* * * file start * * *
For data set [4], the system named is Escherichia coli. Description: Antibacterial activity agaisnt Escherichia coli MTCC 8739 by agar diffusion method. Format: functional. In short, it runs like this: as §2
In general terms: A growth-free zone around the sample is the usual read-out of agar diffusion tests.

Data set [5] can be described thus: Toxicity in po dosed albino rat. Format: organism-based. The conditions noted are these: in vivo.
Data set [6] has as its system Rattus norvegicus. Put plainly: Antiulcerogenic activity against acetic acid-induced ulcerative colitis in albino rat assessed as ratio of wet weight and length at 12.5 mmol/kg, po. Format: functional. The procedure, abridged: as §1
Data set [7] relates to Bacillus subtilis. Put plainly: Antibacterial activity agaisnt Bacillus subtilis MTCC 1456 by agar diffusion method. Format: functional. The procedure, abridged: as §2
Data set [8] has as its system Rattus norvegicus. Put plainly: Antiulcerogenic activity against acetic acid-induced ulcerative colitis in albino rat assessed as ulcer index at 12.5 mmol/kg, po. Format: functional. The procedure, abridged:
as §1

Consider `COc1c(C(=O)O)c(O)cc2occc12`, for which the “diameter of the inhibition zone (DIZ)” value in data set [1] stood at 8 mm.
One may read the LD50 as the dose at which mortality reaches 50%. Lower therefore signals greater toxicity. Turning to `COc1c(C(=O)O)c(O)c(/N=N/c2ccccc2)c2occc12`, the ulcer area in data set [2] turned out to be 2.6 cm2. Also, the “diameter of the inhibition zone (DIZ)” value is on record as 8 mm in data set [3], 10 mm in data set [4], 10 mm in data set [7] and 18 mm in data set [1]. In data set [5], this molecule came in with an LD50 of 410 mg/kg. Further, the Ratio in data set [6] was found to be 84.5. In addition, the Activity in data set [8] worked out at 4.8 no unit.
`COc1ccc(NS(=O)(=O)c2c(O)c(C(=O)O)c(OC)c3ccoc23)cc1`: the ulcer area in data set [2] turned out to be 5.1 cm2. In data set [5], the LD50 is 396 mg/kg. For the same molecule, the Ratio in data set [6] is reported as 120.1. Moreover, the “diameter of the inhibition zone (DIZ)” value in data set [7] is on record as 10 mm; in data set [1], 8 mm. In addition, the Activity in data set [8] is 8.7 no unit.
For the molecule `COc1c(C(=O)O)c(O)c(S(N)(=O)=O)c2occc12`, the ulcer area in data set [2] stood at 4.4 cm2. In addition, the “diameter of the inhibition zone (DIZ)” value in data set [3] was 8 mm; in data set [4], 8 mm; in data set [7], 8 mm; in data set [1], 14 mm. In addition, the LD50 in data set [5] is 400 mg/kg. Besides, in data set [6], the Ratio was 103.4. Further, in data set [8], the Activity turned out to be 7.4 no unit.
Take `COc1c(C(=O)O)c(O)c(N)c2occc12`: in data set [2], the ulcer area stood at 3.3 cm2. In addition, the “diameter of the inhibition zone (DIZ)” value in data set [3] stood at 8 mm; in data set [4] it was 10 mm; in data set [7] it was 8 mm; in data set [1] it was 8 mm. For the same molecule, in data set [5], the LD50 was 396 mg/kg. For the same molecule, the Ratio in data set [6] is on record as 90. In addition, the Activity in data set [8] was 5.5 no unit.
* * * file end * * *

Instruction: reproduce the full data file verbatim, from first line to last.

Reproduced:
For data set [4], the system named is Escherichia coli. Description: Antibacterial activity agaisnt Escherichia coli MTCC 8739 by agar diffusion method. Format: functional. In short, it runs like this: as §2
In general terms: A growth-free zone around the sample is the usual read-out of agar diffusion tests.

Data set [5] can be described thus: Toxicity in po dosed albino rat. Format: organism-based. The conditions noted are these: in vivo.
Data set [6] has as its system Rattus norvegicus. Put plainly: Antiulcerogenic activity against acetic acid-induced ulcerative colitis in albino rat assessed as ratio of wet weight and length at 12.5 mmol/kg, po. Format: functional. The procedure, abridged: as §1
Data set [7] relates to Bacillus subtilis. Put plainly: Antibacterial activity agaisnt Bacillus subtilis MTCC 1456 by agar diffusion method. Format: functional. The procedure, abridged: as §2
Data set [8] has as its system Rattus norvegicus. Put plainly: Antiulcerogenic activity against acetic acid-induced ulcerative colitis in albino rat assessed as ulcer index at 12.5 mmol/kg, po. Format: functional. The procedure, abridged:
as §1

Consider `COc1c(C(=O)O)c(O)cc2occc12`, for which the “diameter of the inhibition zone (DIZ)” value in data set [1] stood at 8 mm.
One may read the LD50 as the dose at which mortality reaches 50%. Lower therefore signals greater toxicity. Turning to `COc1c(C(=O)O)c(O)c(/N=N/c2ccccc2)c2occc12`, the ulcer area in data set [2] turned out to be 2.6 cm2. Also, the “diameter of the inhibition zone (DIZ)” value is on record as 8 mm in data set [3], 10 mm in data set [4], 10 mm in data set [7] and 18 mm in data set [1]. In data set [5], this molecule came in with an LD50 of 410 mg/kg. Further, the Ratio in data set [6] was found to be 84.5. In addition, the Activity in data set [8] worked out at 4.8 no unit.
`COc1ccc(NS(=O)(=O)c2c(O)c(C(=O)O)c(OC)c3ccoc23)cc1`: the ulcer area in data set [2] turned out to be 5.1 cm2. In data set [5], the LD50 is 396 mg/kg. For the same molecule, the Ratio in data set [6] is reported as 120.1. Moreover, the “diameter of the inhibition zone (DIZ)” value in data set [7] is on record as 10 mm; in data set [1], 8 mm. In addition, the Activity in data set [8] is 8.7 no unit.
For the molecule `COc1c(C(=O)O)c(O)c(S(N)(=O)=O)c2occc12`, the ulcer area in data set [2] stood at 4.4 cm2. In addition, the “diameter of the inhibition zone (DIZ)” value in data set [3] was 8 mm; in data set [4], 8 mm; in data set [7], 8 mm; in data set [1], 14 mm. In addition, the LD50 in data set [5] is 400 mg/kg. Besides, in data set [6], the Ratio was 103.4. Further, in data set [8], the Activity turned out to be 7.4 no unit.
Take `COc1c(C(=O)O)c(O)c(N)c2occc12`: in data set [2], the ulcer area stood at 3.3 cm2. In addition, the “diameter of the inhibition zone (DIZ)” value in data set [3] stood at 8 mm; in data set [4] it was 10 mm; in data set [7] it was 8 mm; in data set [1] it was 8 mm. For the same molecule, in data set [5], the LD50 was 396 mg/kg. For the same molecule, the Ratio in data set [6] is on record as 90. In addition, the Activity in data set [8] was 5.5 no unit.